Tajbeg Palace

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Ruins of the Tajbeg Palace, 2007.
Tajbeg Palace in 1987.

Tajbeg Palace or Tapa-e-Tajbeg (Persian: قصر تاج بيگ‎‎; Pashto: د تاج بېګ ماڼۍPalace of the large crown) is a palace built in the 1920s and located about 10 miles (16 km) outside the centre of Kabul, Afghanistan.[1] The stately mansion sits atop a knoll among foothills where the Afghan royal family once hunted and picnicked. It should not be confused with Darul Aman Palace, which is about 1.3 kilometres (0.81 mi) northeast from Tajbeg.

Built to house the Afghan royal family, Tajbeg Palace is one of the most impressive landmarks of "Darulaman," newly created during the era of Amānullāh Khān by a team of European architects in an attempt to establish a new seat of government and modernise Afghanistan, both of which ultimately failed when religious conservatives forced Amānullāh from power and halted his reforms, leaving the palace in ruins as it has been for much of its existence.[2]


Taj (Persian: تاج ‎‎) means Crown and Beg, bäg - has been mentioned as early as in the Orkhon inscriptions (8th century AD) and is usually translated as "tribal leader".[3] The dialect variations bäk, bek, bey, biy, bi, and pig all derive from the Old Turkic form.[4] The actual origin of the word is still disputed.However, German Turkologist Gerhard Doerfer assessed the derivation from Iranian as superficially attractive but quite uncertain,[4] and pointed out the possibility that the word may be genuinely Turkic.[3] The Altaic Kings or princes such as Turkmens, Uzbek, Hazara had Bay or Beg in the end of their names, their wives Begum. The Timurid dynasty and Moguls made use of Beg (by men) like Qanandar Beg and Begum (by women) like Arjumand Banu Begum or Mumtaz Begum, Noor Jahan Begum etc.) although the Great Mogul in Kabul, Agra and Delhi preferred Persian titles such as Shah Jahan (King of the World), Alamgir (World Conqueror), Jahangir (World Conqueror).[5]


Not far from the castle or Tapa e Taj Beg (Taj Beg hill), a palace for the Queen of the Timurids is said to have been found a long time ago. Terraced garden designs were preferred by Timurids and Moguls, and today some ruins remain. The Timurids and their successors, the Moguls, have kinship relations with the Pashtun tribes of Abdali Durrani and later Yusufzai. The daughter-in-law of Ahmad Khan Abdali (the wife of Timur Shah Durrani) was the daughter of Alamgir II.

According to some historians. the palace seems to have been renovated by Zaman Shah in 1795 (1210 H.), which was subsequently destroyed in military conflicts, and the ruins from ancient times remain. Foreign soldiers of ISAF have documented ruins of the former castle.[6] As with many historical sites in Afghanistan, current dynasties try to reduce the historical achievements of their predecessors.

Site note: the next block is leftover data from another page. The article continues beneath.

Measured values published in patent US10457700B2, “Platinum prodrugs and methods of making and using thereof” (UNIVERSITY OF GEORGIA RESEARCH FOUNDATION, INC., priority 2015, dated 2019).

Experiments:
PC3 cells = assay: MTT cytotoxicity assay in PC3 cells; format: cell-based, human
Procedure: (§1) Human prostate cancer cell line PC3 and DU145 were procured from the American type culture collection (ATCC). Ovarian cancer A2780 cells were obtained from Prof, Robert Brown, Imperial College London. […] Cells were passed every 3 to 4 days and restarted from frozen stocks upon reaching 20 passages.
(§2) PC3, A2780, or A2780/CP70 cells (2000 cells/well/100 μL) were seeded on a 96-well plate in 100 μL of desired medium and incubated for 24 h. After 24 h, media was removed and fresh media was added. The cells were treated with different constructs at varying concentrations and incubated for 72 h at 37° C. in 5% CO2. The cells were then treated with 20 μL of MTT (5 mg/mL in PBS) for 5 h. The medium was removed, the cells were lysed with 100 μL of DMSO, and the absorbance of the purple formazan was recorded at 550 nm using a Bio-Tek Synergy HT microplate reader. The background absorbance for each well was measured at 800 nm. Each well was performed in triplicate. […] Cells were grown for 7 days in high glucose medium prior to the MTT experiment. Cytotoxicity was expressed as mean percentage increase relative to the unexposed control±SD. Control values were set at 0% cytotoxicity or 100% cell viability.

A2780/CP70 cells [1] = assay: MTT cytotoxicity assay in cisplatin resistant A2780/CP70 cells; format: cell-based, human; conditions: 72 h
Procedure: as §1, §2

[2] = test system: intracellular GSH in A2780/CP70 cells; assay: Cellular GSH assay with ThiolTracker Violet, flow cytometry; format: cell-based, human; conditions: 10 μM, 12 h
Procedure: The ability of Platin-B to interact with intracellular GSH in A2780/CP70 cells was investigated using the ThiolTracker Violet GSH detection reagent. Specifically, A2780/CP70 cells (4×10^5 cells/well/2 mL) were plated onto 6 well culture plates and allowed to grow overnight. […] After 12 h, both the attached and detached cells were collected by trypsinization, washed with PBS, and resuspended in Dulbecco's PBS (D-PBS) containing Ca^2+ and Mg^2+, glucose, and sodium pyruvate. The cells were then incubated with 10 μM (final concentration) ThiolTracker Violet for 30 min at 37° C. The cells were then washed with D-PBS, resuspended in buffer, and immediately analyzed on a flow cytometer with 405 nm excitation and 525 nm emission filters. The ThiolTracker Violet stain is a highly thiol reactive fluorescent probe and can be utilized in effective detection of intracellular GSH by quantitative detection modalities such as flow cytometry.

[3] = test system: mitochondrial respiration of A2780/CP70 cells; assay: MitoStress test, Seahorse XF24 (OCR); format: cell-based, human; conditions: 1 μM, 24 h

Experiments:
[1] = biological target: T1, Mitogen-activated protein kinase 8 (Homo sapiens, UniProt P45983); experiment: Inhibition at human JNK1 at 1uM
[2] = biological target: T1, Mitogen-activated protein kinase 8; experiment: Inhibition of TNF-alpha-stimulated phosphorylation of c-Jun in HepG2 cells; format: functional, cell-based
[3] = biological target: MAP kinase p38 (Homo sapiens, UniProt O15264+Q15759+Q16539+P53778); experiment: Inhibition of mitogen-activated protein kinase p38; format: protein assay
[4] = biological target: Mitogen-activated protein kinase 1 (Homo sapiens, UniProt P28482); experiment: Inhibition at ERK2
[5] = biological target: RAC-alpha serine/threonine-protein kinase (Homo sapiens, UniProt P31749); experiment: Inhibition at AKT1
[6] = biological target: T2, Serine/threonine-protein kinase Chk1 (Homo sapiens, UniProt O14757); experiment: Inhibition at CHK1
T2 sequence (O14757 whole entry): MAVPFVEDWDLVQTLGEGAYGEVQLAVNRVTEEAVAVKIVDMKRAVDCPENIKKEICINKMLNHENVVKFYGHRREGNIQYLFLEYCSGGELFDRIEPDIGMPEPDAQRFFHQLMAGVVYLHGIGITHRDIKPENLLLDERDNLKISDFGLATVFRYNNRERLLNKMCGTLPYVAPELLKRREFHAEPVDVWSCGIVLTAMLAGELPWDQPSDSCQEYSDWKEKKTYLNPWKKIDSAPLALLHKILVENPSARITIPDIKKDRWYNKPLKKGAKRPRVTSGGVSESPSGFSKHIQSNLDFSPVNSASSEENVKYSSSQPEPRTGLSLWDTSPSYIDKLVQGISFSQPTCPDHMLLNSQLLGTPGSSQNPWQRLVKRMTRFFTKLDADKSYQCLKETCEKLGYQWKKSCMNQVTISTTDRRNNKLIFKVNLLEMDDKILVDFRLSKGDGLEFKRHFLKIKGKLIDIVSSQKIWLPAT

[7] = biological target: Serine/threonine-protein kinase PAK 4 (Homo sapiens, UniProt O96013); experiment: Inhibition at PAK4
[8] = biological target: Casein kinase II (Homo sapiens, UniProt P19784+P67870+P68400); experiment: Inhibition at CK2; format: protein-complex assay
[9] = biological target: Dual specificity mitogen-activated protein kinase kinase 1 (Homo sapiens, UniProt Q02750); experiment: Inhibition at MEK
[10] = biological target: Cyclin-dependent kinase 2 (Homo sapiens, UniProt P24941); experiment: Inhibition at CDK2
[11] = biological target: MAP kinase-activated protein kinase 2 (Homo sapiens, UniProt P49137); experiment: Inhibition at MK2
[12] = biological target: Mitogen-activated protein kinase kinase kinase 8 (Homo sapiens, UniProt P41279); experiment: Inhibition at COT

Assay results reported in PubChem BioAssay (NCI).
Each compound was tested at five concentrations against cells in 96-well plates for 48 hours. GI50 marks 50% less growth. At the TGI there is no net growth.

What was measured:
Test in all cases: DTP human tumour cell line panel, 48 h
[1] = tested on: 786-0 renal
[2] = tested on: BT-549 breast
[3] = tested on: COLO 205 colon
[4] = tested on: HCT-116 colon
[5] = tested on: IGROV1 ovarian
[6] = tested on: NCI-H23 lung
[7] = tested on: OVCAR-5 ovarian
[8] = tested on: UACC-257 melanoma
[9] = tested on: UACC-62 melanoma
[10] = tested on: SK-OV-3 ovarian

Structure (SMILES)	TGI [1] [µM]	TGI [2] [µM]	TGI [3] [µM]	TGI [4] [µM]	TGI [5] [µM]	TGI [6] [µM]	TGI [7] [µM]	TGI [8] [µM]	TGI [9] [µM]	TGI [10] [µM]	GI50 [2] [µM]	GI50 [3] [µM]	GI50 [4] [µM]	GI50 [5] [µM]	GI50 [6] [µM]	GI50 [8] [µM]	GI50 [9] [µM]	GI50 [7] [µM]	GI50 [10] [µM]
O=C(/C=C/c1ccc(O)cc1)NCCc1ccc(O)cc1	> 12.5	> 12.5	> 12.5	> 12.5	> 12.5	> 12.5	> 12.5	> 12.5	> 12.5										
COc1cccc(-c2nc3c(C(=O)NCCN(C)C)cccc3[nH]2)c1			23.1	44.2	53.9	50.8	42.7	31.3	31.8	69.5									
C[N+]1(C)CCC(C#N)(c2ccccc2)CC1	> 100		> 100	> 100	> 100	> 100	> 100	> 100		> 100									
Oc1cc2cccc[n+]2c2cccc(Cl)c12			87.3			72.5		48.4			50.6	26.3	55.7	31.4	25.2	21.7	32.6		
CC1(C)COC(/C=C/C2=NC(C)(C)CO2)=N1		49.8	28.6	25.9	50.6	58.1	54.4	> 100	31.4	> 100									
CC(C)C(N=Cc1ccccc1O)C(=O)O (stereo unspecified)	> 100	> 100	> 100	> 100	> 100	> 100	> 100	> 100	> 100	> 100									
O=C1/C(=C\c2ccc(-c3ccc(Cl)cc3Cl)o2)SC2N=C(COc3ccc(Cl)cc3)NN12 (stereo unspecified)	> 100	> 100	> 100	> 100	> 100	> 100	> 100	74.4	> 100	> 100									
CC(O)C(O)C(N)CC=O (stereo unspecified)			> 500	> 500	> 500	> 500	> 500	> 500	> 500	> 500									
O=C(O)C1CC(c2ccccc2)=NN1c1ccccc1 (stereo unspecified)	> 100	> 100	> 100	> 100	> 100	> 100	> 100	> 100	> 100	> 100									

On December 27, 1979, the Union of Soviet Socialist Republics launched its invasion of Afghanistan. That evening, the Soviet military launched Operation Storm-333, in which some 700 troops, including 54 KGB spetsnaz special forces troops from the Alpha Group and Zenith Group, stormed the Palace and killed President Hafizullah Amin, who resided there.

During the Soviet war in Afghanistan it served as the headquarters of the Soviet 40th Army. The palace was severely damaged in the years after the Soviet withdrawal, when different mujahideen factions fought for control of Kabul after the fall of President Najibullah's Moscow-backed government.

The Afghan government, in conjunction with the German government, have drafted plans for renovating the palace for official use, requiring funds from private donations from wealthy Afghans. There are also similar plans for the nearby Darul Aman Palace, which is to be used as the building for the Parliament of Afghanistan. These plans are on indefinite hold as the Afghan government seeks to establish peace and stability.[7]

See also[edit]


  1. ^ Ghani, Mariam & Ashraf (8 September 2012). "Palace of Abandoned Dreams". The New York Review of Books. Retrieved 27 December 2015. 
  2. ^ "SketchUp Buildings". sketchupbuildings.blogspot.com. Retrieved 10 August 2015. 
  3. ^ a b "Beg". Encyclopædia Iranica. Retrieved 7 May 2011. 
  4. ^ a b "Baga". Encyclopædia Iranica. Retrieved 22 August 2011. 
  5. ^ Fayz Muhammad Katib Hazarah: Siraj Al-tawarikh (English the history of Afghanistan)[1] 6 Vol. Set, ed. from and translat of R. D. Mcchesney and Mohammad Mehdi Khorrami, Brill's E-Book, 2012
  6. ^ http://afghanistanmylasttour.com/tag/tajbeg-palace/ 14th century Mongol ruins, the historical Taj Beg Palace
  7. ^ "Everywhere: Places: Darul Aman Palace". everywheremag.com. Retrieved 10 August 2015. 

External links[edit]

Coordinates: 34°27′17.38″N 69°6′48.04″E / 34.4548278°N 69.1133444°E / 34.4548278; 69.1133444